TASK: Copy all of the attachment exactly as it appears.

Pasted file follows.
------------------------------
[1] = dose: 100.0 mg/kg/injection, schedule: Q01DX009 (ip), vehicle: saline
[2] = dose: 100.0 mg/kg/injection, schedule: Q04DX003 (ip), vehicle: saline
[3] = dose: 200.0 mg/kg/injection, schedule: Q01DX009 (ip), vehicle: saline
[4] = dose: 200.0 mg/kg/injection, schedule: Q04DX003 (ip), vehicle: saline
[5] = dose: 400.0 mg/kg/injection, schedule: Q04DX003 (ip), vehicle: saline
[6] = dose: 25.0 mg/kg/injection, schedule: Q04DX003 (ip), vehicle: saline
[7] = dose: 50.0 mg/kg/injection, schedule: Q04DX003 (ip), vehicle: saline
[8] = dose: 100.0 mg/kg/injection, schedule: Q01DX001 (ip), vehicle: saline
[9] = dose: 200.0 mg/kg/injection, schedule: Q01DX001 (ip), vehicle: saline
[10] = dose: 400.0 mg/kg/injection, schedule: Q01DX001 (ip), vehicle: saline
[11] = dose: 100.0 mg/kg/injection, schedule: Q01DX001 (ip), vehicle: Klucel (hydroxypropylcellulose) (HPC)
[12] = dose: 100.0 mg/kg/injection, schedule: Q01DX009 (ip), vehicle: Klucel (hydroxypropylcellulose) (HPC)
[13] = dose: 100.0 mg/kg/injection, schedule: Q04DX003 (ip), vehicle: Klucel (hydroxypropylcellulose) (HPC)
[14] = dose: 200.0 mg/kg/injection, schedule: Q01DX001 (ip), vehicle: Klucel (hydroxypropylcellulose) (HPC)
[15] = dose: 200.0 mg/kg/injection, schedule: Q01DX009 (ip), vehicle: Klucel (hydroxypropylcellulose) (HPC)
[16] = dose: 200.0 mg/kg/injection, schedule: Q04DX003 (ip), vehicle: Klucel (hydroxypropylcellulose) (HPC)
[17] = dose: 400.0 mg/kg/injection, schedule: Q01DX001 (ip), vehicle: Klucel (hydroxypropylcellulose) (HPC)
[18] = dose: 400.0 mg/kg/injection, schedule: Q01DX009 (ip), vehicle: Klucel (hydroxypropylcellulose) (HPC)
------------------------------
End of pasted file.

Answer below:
[1] = dose: 100.0 mg/kg/injection, schedule: Q01DX009 (ip), vehicle: saline
[2] = dose: 100.0 mg/kg/injection, schedule: Q04DX003 (ip), vehicle: saline
[3] = dose: 200.0 mg/kg/injection, schedule: Q01DX009 (ip), vehicle: saline
[4] = dose: 200.0 mg/kg/injection, schedule: Q04DX003 (ip), vehicle: saline
[5] = dose: 400.0 mg/kg/injection, schedule: Q04DX003 (ip), vehicle: saline
[6] = dose: 25.0 mg/kg/injection, schedule: Q04DX003 (ip), vehicle: saline
[7] = dose: 50.0 mg/kg/injection, schedule: Q04DX003 (ip), vehicle: saline
[8] = dose: 100.0 mg/kg/injection, schedule: Q01DX001 (ip), vehicle: saline
[9] = dose: 200.0 mg/kg/injection, schedule: Q01DX001 (ip), vehicle: saline
[10] = dose: 400.0 mg/kg/injection, schedule: Q01DX001 (ip), vehicle: saline
[11] = dose: 100.0 mg/kg/injection, schedule: Q01DX001 (ip), vehicle: Klucel (hydroxypropylcellulose) (HPC)
[12] = dose: 100.0 mg/kg/injection, schedule: Q01DX009 (ip), vehicle: Klucel (hydroxypropylcellulose) (HPC)
[13] = dose: 100.0 mg/kg/injection, schedule: Q04DX003 (ip), vehicle: Klucel (hydroxypropylcellulose) (HPC)
[14] = dose: 200.0 mg/kg/injection, schedule: Q01DX001 (ip), vehicle: Klucel (hydroxypropylcellulose) (HPC)
[15] = dose: 200.0 mg/kg/injection, schedule: Q01DX009 (ip), vehicle: Klucel (hydroxypropylcellulose) (HPC)
[16] = dose: 200.0 mg/kg/injection, schedule: Q04DX003 (ip), vehicle: Klucel (hydroxypropylcellulose) (HPC)
[17] = dose: 400.0 mg/kg/injection, schedule: Q01DX001 (ip), vehicle: Klucel (hydroxypropylcellulose) (HPC)
[18] = dose: 400.0 mg/kg/injection, schedule: Q01DX009 (ip), vehicle: Klucel (hydroxypropylcellulose) (HPC)